Inflation, pshaw! The real worry is deflation, says global economist

The economy is recovering, consumer confidence is rebounding and Obama just snagged the Nobel Peace Prize. Good times. Not so fast, says Nomura Securities International global chief economist Paul Sheard. U.S. and European economies are still quite "vulnerable," he warns. His big worry is something that few economists these days are talking about: the risk of outright deflation. Deflation, of course, occurs when the inflation rate goes negative, making it harder for central banks to stabilize an economy, because as Sheard explains, it's harder to start a fire then to tamp one down.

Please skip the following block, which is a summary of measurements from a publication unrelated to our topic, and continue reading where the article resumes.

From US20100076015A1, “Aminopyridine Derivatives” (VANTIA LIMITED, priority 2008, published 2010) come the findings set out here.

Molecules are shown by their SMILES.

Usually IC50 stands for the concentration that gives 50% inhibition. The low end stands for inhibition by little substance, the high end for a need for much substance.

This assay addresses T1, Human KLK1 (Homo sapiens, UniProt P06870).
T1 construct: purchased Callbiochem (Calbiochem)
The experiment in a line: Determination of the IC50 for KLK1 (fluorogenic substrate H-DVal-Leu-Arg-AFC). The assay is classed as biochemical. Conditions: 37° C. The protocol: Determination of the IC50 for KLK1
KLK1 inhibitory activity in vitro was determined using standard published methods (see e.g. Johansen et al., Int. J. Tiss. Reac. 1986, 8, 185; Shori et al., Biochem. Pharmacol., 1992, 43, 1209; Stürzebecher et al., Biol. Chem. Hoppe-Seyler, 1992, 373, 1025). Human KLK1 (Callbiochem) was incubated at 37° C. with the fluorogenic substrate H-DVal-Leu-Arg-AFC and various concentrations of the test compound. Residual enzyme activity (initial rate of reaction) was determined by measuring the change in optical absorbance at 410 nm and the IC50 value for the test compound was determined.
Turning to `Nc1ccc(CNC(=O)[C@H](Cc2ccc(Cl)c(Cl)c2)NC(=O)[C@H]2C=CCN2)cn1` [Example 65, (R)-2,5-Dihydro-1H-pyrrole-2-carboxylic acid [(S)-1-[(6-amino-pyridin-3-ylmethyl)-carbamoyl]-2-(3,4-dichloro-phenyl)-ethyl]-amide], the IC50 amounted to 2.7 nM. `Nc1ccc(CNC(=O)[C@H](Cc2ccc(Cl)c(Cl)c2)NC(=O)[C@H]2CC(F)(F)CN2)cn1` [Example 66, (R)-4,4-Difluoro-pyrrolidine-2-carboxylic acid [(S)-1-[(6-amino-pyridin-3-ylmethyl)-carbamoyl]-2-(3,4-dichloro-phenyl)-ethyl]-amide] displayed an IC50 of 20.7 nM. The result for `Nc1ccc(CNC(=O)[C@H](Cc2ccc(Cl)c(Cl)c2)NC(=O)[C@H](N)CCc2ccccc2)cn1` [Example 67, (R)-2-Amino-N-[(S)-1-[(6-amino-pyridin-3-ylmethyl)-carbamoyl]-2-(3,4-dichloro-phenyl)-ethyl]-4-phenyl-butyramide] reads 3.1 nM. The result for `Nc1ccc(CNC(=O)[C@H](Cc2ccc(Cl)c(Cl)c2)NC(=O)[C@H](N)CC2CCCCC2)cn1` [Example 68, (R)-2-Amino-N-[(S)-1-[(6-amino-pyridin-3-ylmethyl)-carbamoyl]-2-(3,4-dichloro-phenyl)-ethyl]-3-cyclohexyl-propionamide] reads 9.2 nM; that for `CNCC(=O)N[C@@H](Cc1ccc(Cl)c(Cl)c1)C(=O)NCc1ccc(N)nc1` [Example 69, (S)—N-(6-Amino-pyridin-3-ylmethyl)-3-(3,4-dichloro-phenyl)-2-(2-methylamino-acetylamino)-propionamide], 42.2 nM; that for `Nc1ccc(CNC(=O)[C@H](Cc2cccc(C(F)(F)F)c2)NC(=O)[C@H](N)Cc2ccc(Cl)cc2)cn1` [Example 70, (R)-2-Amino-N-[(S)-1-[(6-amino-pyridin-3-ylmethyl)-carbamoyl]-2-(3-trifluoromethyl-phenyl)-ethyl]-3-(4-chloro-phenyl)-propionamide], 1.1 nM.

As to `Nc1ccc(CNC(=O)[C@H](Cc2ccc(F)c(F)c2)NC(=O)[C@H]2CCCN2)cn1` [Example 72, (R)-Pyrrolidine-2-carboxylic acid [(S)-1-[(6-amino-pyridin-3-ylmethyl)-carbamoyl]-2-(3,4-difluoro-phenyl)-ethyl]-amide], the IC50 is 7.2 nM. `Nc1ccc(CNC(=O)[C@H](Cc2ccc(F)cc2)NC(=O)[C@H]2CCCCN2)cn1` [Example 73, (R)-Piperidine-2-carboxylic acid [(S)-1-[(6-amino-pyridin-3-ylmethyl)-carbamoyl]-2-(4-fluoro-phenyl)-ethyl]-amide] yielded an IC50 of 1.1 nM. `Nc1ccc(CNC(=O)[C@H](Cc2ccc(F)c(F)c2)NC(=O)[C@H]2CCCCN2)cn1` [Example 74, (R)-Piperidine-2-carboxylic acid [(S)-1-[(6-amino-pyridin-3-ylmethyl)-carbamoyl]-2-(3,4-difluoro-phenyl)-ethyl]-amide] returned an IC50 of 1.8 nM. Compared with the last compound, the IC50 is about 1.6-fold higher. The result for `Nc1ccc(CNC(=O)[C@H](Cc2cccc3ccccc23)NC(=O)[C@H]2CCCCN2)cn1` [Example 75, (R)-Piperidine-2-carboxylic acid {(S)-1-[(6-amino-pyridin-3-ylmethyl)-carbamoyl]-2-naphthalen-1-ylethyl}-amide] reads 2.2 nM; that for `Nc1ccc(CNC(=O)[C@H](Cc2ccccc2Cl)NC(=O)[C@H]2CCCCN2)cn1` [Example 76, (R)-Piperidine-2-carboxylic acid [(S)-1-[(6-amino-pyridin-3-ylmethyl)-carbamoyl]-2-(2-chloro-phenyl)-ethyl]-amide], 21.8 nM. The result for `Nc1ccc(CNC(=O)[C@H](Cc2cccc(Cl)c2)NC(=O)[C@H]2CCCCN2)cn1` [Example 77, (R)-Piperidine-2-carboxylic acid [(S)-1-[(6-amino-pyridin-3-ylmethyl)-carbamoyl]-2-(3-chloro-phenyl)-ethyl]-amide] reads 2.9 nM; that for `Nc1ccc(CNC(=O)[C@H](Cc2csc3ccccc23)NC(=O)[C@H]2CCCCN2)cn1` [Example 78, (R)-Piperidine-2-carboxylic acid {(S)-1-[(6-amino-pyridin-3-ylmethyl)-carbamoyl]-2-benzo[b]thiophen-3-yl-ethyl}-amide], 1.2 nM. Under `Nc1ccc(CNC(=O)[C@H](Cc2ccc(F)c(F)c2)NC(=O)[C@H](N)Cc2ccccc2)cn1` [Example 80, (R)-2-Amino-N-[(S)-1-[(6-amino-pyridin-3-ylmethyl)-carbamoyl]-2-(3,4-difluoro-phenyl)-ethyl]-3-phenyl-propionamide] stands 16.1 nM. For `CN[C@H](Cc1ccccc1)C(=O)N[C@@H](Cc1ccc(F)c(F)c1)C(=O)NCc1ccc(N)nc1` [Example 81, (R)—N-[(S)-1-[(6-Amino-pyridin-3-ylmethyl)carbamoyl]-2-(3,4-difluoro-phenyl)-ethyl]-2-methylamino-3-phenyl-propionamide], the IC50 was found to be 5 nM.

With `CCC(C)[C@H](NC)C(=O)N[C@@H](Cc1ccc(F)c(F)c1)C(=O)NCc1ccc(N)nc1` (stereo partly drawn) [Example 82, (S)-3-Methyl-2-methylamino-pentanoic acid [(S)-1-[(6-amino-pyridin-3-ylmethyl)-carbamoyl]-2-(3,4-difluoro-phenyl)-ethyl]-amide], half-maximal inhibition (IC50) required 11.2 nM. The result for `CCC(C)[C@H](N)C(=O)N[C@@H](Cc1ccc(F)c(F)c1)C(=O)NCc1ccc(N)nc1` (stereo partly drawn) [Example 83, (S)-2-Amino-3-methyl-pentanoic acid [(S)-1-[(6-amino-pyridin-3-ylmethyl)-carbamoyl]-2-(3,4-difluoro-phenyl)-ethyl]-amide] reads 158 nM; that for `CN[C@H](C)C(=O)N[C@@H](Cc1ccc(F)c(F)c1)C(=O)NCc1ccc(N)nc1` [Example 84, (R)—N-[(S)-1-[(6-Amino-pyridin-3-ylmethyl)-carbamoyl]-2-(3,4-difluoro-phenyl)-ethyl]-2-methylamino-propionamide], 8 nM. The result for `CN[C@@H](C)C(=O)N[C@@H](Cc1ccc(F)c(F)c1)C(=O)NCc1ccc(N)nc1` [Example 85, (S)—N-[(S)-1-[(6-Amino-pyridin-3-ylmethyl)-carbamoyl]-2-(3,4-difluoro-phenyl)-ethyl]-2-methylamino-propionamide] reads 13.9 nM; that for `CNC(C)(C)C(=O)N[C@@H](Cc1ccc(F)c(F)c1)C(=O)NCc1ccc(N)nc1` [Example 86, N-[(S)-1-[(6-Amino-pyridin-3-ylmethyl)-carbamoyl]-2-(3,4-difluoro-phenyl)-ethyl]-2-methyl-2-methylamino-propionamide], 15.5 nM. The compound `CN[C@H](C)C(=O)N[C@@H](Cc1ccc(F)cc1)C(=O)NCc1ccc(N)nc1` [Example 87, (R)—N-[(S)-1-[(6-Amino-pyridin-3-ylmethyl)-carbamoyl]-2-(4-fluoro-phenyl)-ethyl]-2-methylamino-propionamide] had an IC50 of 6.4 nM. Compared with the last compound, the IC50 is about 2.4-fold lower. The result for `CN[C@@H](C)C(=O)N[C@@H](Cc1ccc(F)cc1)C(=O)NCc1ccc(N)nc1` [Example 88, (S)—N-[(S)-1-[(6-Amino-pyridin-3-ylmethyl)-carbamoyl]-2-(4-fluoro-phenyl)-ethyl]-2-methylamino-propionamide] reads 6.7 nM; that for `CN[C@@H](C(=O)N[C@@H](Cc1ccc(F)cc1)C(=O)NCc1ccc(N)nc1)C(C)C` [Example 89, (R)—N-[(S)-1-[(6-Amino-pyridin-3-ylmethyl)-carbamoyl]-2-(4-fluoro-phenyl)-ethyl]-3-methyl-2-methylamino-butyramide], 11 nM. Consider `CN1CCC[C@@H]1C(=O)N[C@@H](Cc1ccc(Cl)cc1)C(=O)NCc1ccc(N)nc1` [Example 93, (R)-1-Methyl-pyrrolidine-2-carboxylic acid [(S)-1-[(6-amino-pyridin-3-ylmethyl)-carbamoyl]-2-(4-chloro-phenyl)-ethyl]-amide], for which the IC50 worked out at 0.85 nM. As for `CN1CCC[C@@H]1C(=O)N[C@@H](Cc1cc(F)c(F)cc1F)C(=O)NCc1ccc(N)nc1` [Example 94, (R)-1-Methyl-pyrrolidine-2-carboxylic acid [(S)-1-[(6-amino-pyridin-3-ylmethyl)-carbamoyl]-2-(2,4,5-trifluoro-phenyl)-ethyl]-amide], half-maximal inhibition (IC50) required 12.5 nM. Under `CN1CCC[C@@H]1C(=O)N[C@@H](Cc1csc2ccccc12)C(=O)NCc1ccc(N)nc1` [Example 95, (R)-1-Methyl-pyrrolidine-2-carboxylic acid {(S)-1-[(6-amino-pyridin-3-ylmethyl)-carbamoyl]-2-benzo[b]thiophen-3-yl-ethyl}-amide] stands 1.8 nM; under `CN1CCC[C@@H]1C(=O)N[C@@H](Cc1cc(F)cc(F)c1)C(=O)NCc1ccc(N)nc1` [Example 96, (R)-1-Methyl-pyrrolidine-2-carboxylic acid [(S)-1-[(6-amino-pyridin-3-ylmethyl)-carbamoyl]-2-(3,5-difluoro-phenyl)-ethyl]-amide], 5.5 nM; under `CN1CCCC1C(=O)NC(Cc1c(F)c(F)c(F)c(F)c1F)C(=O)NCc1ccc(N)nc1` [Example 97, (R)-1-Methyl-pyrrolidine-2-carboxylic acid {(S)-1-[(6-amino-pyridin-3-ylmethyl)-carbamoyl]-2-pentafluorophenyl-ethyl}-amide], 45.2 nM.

"Deflation is a bigger risk than inflation because it's much harder to get an economy out of deflation than inflation," Sheard said in an interview with DailyFinance. "You can have a burst of inflation and the central bank can always squeeze inflation out of the system. Deflation is different because deflation becomes entrenched."